Agile Consultants vs Agile Coaches
It is common practice in the Agile Community for everyone to call themselves a “Coach”. We’ve even stratified coaches, Transformation Coach, Enterprise Coach, Team Coach. What is a Coach and how does it differ from a Consultant? How do you know which you need?
There are different definitions for Coach out there, for this article we’ll use the following:
Coach: Helps people become their best selves through inquiry and introspection. Draws on the knowledge and direction that is already there, without imparting their own expertise or knowledge.
Consultant: Brings specific expertise and knowledge, tailors strategies and solutions based on expertise and experience.
To be fair, the Agile Community has bundled these both into one role. There are a few very dynamic individuals out there that can play both roles. Most can’t. Here are some guidelines on sorting through Coaches.
I view the Consultant as “building the engine” and the Coach as “gas and oil to make it run.” (or electricity if you have a Tesla)
You need a Consultant when:
Your organization doesn’t know what to do. Either you don’t know where to start, or you don’t know how to break through a plateau. In this case, you need specific knowledge and experience to help you build a strategy and plot a course.
Your organization is not bought into the change. If you need someone to sell executives on the need for change, to show ROI projections and evangelize, you need a consultant. Many coaches will not work in an organization that is not bought in, consultants need to pave the way.
You need a Coach when:
The culture change is hard. Your organization has old patterns to break and emotional blockers to knock down. Coaches will work with people individually and as a group to overcome emotional barriers.
You’re asking people to change their mindset. When people shift into empowerment and self-organization, the change needs ongoing coaching in order to break the old habits. A single training won’t suffice, you need someone challenging people to work in new ways.
Your organization has faith in the strategy. Coaching is really difficult to measure. Unless your organization believes that getting people aligned and empowered is the right thing to do, you will have a really hard time justifying coaches. Also, it's really hard to coach if the organization undermines the coaches.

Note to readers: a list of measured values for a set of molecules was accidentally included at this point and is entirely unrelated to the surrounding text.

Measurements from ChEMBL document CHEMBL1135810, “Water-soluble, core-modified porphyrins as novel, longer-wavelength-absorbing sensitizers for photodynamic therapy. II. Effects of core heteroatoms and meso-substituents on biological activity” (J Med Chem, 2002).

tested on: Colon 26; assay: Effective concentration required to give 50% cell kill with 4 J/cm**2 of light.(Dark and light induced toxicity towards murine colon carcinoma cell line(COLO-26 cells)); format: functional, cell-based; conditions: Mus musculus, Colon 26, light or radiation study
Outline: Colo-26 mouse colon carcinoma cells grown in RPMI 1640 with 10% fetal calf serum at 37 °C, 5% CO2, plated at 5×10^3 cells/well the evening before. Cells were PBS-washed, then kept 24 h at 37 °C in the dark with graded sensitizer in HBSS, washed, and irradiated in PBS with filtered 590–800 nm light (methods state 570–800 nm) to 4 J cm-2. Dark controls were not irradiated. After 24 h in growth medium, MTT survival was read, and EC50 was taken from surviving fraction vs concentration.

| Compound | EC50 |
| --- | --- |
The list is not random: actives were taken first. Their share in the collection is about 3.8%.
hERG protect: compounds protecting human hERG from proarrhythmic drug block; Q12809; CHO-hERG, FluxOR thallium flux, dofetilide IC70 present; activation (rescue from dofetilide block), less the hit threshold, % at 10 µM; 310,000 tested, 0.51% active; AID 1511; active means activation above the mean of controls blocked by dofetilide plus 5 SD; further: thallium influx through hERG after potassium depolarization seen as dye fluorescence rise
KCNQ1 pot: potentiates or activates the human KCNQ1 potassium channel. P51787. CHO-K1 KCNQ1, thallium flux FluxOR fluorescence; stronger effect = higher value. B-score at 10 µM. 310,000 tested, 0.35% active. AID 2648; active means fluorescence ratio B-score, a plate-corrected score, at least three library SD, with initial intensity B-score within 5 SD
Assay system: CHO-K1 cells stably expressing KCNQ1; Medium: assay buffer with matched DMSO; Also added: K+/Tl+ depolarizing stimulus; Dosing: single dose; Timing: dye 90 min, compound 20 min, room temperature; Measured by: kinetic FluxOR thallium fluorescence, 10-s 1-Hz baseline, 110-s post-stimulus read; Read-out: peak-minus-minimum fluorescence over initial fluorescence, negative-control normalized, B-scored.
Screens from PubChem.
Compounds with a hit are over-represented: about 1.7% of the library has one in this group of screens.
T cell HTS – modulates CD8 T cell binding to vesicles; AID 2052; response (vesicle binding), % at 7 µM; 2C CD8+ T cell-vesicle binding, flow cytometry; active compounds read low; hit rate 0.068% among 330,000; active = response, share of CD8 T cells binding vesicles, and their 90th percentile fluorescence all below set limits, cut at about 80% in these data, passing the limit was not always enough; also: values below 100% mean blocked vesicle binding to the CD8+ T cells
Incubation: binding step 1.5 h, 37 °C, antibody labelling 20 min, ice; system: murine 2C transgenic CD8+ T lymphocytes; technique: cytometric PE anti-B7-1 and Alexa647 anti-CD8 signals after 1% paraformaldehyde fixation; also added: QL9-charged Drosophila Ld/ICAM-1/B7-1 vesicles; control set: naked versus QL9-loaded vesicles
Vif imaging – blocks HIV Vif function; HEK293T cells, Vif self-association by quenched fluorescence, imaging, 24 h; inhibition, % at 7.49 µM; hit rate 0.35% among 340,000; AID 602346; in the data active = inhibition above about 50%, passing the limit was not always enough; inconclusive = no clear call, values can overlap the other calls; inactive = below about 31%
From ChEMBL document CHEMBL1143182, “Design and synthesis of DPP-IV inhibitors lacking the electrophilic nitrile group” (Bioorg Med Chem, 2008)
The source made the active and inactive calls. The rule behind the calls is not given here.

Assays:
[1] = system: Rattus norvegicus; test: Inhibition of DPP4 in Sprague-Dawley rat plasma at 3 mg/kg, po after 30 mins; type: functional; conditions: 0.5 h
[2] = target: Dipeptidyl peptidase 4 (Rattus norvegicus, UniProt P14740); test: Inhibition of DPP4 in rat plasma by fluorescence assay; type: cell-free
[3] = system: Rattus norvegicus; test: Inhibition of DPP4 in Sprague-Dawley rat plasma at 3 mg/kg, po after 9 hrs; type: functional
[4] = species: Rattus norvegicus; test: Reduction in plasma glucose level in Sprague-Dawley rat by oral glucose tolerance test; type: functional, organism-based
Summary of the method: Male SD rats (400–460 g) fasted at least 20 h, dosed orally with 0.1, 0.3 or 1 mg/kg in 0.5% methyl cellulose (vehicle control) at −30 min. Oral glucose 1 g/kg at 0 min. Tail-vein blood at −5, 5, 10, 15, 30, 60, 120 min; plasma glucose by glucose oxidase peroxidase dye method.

Is my Coach really a Coach? Many of the Agile Coaches out there are actually Agile Subject Matter Experts. They know what needs to be done, but they lack the Coaching Competencies to get it done. A great many Agile Coaches are actually trainers. If you truly need a coach, you’ll need to verify that your candidate can actually get situational with the team, and not simply preach.
Here are some interview questions to help you separate true coaches vs trainers vs subject matter experts:
“Tell me about a time you coached a someone to overcome a blocker?” Look for actual examples and beware of answers that start with “I told them to…” Real answers will contain failed attempts before they were able to be successful.
“What is the biggest challenge you face as a coach? And how do you handle it?” Some red flags to look for are answers like “people don’t do what I say” vs forces working against them i.e. “leadership enforcing top-down thinking undermines the team priorities.” The key to either answer lies in what they are doing about it.
How do I measure coaching effectiveness?
Because coaches are not responsible for outcomes, the only way to measure a coach is qualitatively. If the people being coached feel that they are valuable, then the coach is valuable. Make sure to probe for co-dependent relationships that can develop. If people love the coach because the coach is doing the work, then they may love them for the wrong reasons.
Have teams assess their coach for things like:
shifts our thinking
helps us overcome emotional blockers
shows us how to resolve conflict
creates space for us to come up with solutions
What do you think? Let us know in the comments!